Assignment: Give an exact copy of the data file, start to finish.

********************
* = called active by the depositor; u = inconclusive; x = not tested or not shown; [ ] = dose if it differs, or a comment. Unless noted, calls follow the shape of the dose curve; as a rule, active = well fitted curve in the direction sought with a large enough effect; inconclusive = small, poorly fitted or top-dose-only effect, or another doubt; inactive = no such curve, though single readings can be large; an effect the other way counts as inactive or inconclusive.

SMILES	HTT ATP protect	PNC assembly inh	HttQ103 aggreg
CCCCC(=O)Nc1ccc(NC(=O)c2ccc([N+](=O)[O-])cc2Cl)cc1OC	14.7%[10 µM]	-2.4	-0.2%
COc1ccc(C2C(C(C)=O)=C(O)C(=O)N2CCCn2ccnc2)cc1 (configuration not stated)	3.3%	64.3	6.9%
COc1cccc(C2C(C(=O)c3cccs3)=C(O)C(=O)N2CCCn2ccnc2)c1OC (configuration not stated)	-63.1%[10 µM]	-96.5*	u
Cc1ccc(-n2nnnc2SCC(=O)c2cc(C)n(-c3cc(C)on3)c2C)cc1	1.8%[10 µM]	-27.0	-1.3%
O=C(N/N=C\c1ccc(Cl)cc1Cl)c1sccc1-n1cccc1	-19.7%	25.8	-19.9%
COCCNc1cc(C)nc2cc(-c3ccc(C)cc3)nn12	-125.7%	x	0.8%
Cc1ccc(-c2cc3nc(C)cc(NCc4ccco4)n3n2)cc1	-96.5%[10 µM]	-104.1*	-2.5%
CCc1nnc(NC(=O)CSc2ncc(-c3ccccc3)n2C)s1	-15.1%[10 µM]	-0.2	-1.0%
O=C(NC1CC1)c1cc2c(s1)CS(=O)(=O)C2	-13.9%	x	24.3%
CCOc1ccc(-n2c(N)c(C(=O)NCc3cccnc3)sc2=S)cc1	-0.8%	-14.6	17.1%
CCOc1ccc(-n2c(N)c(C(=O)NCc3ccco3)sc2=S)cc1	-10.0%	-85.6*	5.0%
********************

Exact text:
* = called active by the depositor; u = inconclusive; x = not tested or not shown; [ ] = dose if it differs, or a comment. Unless noted, calls follow the shape of the dose curve; as a rule, active = well fitted curve in the direction sought with a large enough effect; inconclusive = small, poorly fitted or top-dose-only effect, or another doubt; inactive = no such curve, though single readings can be large; an effect the other way counts as inactive or inconclusive.

SMILES	HTT ATP protect	PNC assembly inh	HttQ103 aggreg
CCCCC(=O)Nc1ccc(NC(=O)c2ccc([N+](=O)[O-])cc2Cl)cc1OC	14.7%[10 µM]	-2.4	-0.2%
COc1ccc(C2C(C(C)=O)=C(O)C(=O)N2CCCn2ccnc2)cc1 (configuration not stated)	3.3%	64.3	6.9%
COc1cccc(C2C(C(=O)c3cccs3)=C(O)C(=O)N2CCCn2ccnc2)c1OC (configuration not stated)	-63.1%[10 µM]	-96.5*	u
Cc1ccc(-n2nnnc2SCC(=O)c2cc(C)n(-c3cc(C)on3)c2C)cc1	1.8%[10 µM]	-27.0	-1.3%
O=C(N/N=C\c1ccc(Cl)cc1Cl)c1sccc1-n1cccc1	-19.7%	25.8	-19.9%
COCCNc1cc(C)nc2cc(-c3ccc(C)cc3)nn12	-125.7%	x	0.8%
Cc1ccc(-c2cc3nc(C)cc(NCc4ccco4)n3n2)cc1	-96.5%[10 µM]	-104.1*	-2.5%
CCc1nnc(NC(=O)CSc2ncc(-c3ccccc3)n2C)s1	-15.1%[10 µM]	-0.2	-1.0%
O=C(NC1CC1)c1cc2c(s1)CS(=O)(=O)C2	-13.9%	x	24.3%
CCOc1ccc(-n2c(N)c(C(=O)NCc3cccnc3)sc2=S)cc1	-0.8%	-14.6	17.1%
CCOc1ccc(-n2c(N)c(C(=O)NCc3ccco3)sc2=S)cc1	-10.0%	-85.6*	5.0%